Monday, August 29, 2016

How To - Heat Setting in the Oven

A little while back, a fellow Raveler posted in the What A Kool Way To Dye group, asking about alternate heat setting methods. She does not have a microwave, and wanted to know of some different ways to heat set her yarn.

Most of the alternate methods of heat setting yarn seem to involve immersion. There were a lot of crockpot and stovetop suggestions, but they all involve getting immersing the yarn in water, which may not always give you the results you are looking for. If you hand paint your yarn, or are trying to speckle dye it, then full or even partial immersion could cause the colours to run.

There was one or two people who suggested steaming it using a double boiler, or a colander placed over a pot of hot water. I still have to try that method, but if the colander or double boiler is too small, then the yarn will get bunched together, and you may have the same blending colours issue.

So I started thinking about heat setting in the oven. I had thought about it before, and wondered how to do it. I know I could do rimmed baking sheet with water in it, but again, that would involve partially submerging the yarn, which I did not want to do. I wanted a way to keep the yarn out of the water, but still keep the yarn damp enough to not burn in the oven.

Then it struck me... a cooling rack. 
Using a cooling rack to help me dye my yarn
I use them when I am dyeing yarn to keep the yarn up off the surface to avoid colours blending too much underneath the yarn, and I have used one in the oven to cook bacon, so why not combine the two.  Yarn bacon.....mmmmmm.... 

No, just kidding... I meant the oven and dyeing the yarn on the cooling rack.  And because it is an oven, I could just set the temperature to the exact 180 degrees (F) that I needed, and 20 minutes later, out would pop the perfect yarn, right?  Well, not quite....

How not to burn your yarn...
Let's be honest here.... we are talking about putting yarn in the oven, and there is a very good chance it can burn if you do that. So how to do prevent that from happening? Wrapping it in plastic wrap keeps the steam in when microwaving, but something told me plastic wrap + oven = stinky mess.

To solve this dilemma, I do two things. First, I keep the yarn really damp...seems like common sense, if you want it to be damp, don't wring out all the water... but it is worth saying it.   Second, I put the yarn on cooling rack, that I place over a rimmed baking sheet, and then I add water to the baking sheet.  That way, when it is heat setting, the water can steam then yarn. You want to make sure you add enough that it doesn't just evaporate immediately, and you can always add more during the process.  This trick is borrowed from my baking escapades.... when I am baking cakes, I often will add a dish of water to the bottom of the stove to keep the oven moist, which helps you get a more level cake.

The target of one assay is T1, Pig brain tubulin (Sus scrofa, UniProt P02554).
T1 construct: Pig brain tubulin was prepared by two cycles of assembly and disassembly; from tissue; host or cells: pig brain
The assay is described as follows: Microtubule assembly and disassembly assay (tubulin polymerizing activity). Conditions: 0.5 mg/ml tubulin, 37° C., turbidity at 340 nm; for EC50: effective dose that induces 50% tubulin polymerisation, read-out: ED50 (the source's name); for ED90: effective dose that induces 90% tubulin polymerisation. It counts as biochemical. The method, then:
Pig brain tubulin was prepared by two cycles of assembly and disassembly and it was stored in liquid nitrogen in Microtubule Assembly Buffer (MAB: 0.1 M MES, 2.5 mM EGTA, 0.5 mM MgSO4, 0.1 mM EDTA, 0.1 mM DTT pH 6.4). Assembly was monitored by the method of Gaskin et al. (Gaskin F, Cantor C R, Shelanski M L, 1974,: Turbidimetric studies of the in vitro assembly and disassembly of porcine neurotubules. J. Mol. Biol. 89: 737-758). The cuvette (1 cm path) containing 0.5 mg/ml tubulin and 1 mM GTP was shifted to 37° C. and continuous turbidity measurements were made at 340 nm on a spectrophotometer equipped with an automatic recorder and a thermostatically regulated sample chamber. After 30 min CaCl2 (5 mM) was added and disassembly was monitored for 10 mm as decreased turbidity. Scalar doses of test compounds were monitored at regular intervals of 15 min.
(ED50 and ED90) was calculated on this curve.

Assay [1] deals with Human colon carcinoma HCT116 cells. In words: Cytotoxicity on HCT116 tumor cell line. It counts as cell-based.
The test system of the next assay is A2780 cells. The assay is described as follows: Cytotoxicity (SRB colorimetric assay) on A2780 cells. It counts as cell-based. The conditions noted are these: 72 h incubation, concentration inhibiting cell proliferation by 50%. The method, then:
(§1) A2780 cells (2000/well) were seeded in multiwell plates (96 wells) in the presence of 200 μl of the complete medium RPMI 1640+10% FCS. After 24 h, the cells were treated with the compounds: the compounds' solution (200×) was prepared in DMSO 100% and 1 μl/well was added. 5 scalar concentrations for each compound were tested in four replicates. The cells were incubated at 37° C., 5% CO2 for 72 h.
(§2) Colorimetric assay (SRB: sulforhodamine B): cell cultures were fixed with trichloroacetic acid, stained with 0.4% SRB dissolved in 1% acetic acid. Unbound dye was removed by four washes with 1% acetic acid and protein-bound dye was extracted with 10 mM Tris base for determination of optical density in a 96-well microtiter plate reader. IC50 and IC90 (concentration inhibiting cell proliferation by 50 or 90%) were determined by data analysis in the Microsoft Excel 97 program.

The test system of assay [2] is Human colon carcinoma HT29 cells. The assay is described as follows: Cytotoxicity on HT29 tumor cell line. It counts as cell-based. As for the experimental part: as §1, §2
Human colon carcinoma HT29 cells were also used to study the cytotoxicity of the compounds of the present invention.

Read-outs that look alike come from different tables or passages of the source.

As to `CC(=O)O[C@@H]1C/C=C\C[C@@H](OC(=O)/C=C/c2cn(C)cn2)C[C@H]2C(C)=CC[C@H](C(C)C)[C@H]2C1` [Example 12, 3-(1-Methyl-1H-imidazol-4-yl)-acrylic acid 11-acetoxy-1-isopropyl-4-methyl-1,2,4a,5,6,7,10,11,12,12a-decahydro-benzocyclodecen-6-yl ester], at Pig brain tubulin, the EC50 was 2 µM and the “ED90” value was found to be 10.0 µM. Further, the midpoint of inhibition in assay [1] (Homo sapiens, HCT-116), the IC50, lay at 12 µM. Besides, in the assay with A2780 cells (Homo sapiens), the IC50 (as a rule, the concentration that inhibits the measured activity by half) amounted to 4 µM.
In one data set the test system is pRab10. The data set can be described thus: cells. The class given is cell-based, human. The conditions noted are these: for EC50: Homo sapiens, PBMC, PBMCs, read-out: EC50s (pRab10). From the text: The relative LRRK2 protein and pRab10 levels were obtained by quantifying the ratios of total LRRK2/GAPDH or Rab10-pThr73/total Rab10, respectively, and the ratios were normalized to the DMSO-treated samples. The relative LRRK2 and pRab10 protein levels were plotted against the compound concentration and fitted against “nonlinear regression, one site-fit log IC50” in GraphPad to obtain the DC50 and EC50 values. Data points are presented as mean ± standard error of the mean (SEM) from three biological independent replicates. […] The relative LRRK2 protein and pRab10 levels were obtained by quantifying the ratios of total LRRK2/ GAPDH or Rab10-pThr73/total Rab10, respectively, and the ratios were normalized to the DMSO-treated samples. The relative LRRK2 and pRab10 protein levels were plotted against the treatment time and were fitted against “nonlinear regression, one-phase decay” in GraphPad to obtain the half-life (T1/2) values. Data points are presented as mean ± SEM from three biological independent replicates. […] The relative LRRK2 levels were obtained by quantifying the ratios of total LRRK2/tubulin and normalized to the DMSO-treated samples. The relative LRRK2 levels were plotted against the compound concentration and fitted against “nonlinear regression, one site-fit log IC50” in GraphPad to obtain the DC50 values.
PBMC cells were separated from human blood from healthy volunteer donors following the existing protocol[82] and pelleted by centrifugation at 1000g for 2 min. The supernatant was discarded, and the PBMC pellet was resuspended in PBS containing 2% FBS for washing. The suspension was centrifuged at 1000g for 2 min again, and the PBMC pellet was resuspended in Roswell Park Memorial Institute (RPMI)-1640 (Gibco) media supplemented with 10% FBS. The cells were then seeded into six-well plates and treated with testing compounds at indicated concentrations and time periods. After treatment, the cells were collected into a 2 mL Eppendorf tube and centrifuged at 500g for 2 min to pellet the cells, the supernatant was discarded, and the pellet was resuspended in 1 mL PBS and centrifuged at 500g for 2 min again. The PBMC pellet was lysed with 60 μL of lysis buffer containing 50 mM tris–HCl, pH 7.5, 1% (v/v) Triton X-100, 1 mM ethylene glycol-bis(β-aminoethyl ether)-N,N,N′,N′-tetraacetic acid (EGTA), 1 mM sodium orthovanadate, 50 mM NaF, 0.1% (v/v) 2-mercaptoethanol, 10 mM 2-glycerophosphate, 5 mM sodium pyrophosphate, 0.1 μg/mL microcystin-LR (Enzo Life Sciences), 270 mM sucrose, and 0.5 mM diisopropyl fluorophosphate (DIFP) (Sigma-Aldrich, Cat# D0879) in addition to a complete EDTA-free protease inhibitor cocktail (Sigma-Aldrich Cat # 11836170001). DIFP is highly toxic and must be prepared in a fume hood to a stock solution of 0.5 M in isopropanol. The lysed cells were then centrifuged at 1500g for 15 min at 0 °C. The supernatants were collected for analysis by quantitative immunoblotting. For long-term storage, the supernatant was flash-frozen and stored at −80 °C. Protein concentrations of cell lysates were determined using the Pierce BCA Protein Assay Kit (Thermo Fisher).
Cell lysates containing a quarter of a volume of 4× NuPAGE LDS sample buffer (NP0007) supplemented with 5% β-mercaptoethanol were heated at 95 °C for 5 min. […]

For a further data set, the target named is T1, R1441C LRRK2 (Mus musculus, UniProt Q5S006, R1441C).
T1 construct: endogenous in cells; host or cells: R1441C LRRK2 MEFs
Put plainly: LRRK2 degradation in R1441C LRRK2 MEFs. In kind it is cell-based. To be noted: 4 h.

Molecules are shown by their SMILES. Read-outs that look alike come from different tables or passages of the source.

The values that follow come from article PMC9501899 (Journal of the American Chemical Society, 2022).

MissReena gives it whirl!
My first attempt at using the oven to heat set my yarn was also my first attempt at dyeing speckled yarn with cake sprinkles.  The theory was there... put the yarn on the rack, dye parts of it, sprinkle parts of it, bake the coloury goodness into the yarn. So I set the oven to 180 degrees and started off on my great oven baked yarn adventure.

My Girly Sprinkles yarn on it's first round in the oven.
Now, for this yarn, I already knew I was going to bake it twice. I applied the dye and sprinkles to the top of the yarn, then heated it in the oven for 30 minutes (wanted to give it some extra time). When the yarn came out of the oven, I squished the sprinkles down with a fork, to really break them down and press them into the yarn. I then flipped the yarn over and dyed the other side.

Dyeing the other side of the yarn
Once the second side was dyed, I put more water in the bottom (along with the leftover dye from applying the new dye while still on the cooling rack), and popped it back in the oven for another 30 minutes.   When that was done, squish the speckles with the fork again, then let it cool. Honestly, I let it cool!  Which is super fast when it is on the cooling rack because the air can circulate much better.

Once the yarn was cool, I got my water ready in the sink, with a little bit of dish soap in it. I knew there was going to be residue from the sugary cake sprinkles, so I used the dish soap instead of the baby shampoo.  I started washing my yarn.  At first, everything was going really well... the sprinkles looked awesome, and the other colours looked pretty cool too.  

Then I noticed that the teal was start to bleed out of the yarn.  Oh well, not really a huge surprise....teal contains blue, and blue is notoriously a bugger to set. So I just kept rinsing....(Just keep rinsing, just keep rinsing..... borrowing a tune from Dory for this part).  The teal stopped bleeding, and I was just about to give the yarn it's final squeeze and get ready to dry it when the fuchsia started running.... It had not run during the whole time I was rinsing out the teal, and the water was fairly cool, so I was really surprised.  But not as surprised as I was going to be and the fuchsia just basically let loose and completely overdyed the white part of my yarn!